After spending three weeks in the freezing forests on the Belarus-Poland border, Hussein Khodr, his wife, and his mother found themselves back at square one, an Iraqi camp for displaced Yazidis.
But despite the “cold” and “hunger” of their arduous and fruitless journey, Khodr dreams of making the trip out once again.
The family was among 400 Iraqis, most of them Kurds, who returned home Thursday on a repatriation flight.
Between visas and daily costs, Khodr ended up spending over $10,000 in Belarus, without ever making it beyond the frontier into the European Union.
At the Polish border “we tried to cross the barbed wire. There were sensors that would send signals to the Polish police. They arrived and prevented us from crossing”, he recounted from Sharya camp near Dohuk, in Iraqi Kurdistan.
The family spent 20 days camped out in the wet forest at the borders. “We were hungry, we were thirsty, we were cold,” the 36-year-old said.
Seven fellow Yazidis managed to make it to Germany, but Khodr’s mother Inaam, who suffers from rheumatism, could not walk the long hours necessary to make the crossing.
“We were not looking for luxury, we wanted to escape from our miserable living conditions,” Inaam, 57, said.
Seated on a foam mattress in her sparsely furnished tent, she recalled a life punctuated by tragedies, bookended by the recent history of Iraq and its Yazidi minority.
Subscribing to an ancient monotheistic faith, the Yazidis were brutalized by the Islamic State group, who consider them heretics.
‘We will leave again’
Widowed at the age of 20 when her husband was killed in 1986 during the Iraq-Iran war, Inaam raised her son alone and said he miraculously survived two attacks in 2005 and 2007.
She also recounted how they fled in 2014 when IS fighters entered Sinjar and how they returned to find their house reduced to rubble.
Khodr said he went into debt to be able to leave Iraq and even sold his wife’s and mother’s gold.
For the last seven years, they lived in a tent, scorched by the heat of the summers and inundated by the torrential rains in the winter.
To survive, he did odd jobs and made some money repairing cell phones.
“As soon as we get some money we will leave again. I will not abandon the idea of emigrating.”
But next time, Khodr said he will try to find another route because “we are banned from going to Belarus for the next five years”.
The West accuses Belarus of bringing in would-be migrants — mostly from the Middle East — and taking them to the borders with EU members Poland and Lithuania with promises of an easy crossing.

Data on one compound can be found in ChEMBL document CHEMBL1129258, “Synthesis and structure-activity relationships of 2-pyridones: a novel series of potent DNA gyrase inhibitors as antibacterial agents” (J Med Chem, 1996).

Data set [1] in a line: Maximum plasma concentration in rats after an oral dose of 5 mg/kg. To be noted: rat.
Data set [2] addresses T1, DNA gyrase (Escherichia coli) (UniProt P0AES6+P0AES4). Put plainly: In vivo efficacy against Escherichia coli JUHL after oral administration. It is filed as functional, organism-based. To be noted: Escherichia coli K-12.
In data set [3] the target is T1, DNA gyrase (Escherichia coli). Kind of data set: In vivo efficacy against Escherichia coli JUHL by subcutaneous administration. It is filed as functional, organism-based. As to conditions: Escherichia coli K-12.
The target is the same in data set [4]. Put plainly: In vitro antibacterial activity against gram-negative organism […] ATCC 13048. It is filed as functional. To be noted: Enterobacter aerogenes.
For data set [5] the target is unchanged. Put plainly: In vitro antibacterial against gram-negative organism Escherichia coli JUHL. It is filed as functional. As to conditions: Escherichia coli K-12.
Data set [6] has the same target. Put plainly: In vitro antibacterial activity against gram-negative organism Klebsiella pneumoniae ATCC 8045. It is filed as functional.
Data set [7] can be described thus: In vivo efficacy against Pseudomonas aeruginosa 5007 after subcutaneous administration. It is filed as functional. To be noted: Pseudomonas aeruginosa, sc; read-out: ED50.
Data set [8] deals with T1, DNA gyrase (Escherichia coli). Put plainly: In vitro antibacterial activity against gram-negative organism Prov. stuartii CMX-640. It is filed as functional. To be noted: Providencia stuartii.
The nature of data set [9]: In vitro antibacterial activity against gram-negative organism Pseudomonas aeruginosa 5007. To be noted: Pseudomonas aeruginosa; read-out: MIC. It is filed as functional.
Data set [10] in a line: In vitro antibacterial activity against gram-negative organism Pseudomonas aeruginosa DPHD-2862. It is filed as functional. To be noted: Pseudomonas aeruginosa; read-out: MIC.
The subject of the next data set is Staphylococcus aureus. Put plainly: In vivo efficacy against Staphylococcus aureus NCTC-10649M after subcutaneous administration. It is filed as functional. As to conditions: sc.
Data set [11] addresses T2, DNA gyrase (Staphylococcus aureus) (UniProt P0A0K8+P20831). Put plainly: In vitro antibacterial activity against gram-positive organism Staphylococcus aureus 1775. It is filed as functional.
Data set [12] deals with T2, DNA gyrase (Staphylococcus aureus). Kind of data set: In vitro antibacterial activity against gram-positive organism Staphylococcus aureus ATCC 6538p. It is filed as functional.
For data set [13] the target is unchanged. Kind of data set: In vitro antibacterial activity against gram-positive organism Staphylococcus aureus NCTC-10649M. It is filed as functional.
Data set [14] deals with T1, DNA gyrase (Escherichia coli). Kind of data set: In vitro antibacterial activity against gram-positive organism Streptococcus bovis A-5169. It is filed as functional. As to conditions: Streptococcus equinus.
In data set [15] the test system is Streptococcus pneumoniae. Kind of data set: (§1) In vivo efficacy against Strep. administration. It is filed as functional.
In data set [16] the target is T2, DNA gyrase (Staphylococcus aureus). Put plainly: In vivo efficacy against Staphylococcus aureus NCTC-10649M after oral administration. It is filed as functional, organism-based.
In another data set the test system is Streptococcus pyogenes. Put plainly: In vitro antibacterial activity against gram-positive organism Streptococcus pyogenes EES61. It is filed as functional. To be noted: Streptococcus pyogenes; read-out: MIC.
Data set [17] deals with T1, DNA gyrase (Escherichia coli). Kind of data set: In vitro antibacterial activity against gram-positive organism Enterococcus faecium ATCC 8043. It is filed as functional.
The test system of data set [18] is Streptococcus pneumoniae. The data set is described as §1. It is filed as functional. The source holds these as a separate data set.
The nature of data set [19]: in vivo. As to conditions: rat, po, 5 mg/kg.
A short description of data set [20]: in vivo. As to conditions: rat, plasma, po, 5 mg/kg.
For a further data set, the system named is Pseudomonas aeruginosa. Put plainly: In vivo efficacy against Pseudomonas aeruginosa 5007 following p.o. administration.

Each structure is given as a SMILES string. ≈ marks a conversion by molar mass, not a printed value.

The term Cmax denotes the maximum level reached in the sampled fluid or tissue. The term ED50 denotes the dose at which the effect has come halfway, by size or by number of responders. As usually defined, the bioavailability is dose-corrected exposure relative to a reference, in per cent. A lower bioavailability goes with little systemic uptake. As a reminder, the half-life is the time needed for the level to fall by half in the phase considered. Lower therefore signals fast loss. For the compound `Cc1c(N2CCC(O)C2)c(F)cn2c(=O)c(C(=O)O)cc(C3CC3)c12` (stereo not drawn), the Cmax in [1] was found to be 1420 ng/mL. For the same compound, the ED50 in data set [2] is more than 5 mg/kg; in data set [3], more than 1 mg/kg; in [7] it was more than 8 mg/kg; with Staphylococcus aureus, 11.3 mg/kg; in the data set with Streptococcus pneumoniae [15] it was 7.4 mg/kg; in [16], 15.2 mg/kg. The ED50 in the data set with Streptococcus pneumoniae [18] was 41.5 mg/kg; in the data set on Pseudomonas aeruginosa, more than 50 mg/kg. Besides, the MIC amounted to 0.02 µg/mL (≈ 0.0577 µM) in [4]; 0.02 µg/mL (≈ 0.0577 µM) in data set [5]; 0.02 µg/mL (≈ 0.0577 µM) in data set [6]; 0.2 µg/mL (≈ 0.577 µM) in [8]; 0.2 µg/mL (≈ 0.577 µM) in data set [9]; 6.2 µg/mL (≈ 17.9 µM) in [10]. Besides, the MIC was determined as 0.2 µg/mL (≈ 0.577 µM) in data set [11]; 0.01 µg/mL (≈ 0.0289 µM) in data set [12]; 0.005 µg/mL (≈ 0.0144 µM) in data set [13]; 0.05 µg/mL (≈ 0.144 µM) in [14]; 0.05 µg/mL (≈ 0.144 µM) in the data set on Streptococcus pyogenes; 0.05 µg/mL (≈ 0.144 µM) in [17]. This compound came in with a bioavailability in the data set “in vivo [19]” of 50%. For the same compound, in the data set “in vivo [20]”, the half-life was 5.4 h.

Belarus has denied the claim and criticized the EU for not taking in the migrants.
Since the start of the crisis in the summer, at least 11 migrants have died, according to Polish media, while thousands — mostly Iraqi Kurds — are still stranded at the border.
But many in Arbil, the capital of the semi-autonomous Kurdish region, still yearn to leave.
“If I had the chance, I would leave today before tomorrow,” said Ramadan Hamad, a 25-year-old cobbler who mends shoes on the side of a road for a lack of a shop.
“We have no future and the economic situation has become very difficult,” he said.
“I know that with illegal emigration, I have a 90 percent chance of dying. But at least on arriving, I will live in a society that respects the individual.”
The migrant crisis has “tainted” the image Kurdistan wants to portray of itself as the “most secure area of Iraq”, said Adel Bakawan, the director of the French Centre for Research on Iraq.
The flux of migrants is due to economic difficulties, but also geopolitical uncertainty caused by the US withdrawal from Iraq, fears of a jihadist resurgence and the Turkish conflict with insurgents from the Kurdistan Workers’ Party (PKK), he said.
In an unstable Iraq, Kurdistan always projected a facade of prosperity and stability, hoping to attract foreign investments to a region that boasts five-star hotels, luxury developments and private schools and universities.
But “there is only one social class that has access to any of this”, Bakawan said.
“A young Kurd can’t go on vacation, can’t buy a house, can’t go to a private school to complete his studies in English nor find a job that will give him any social status.”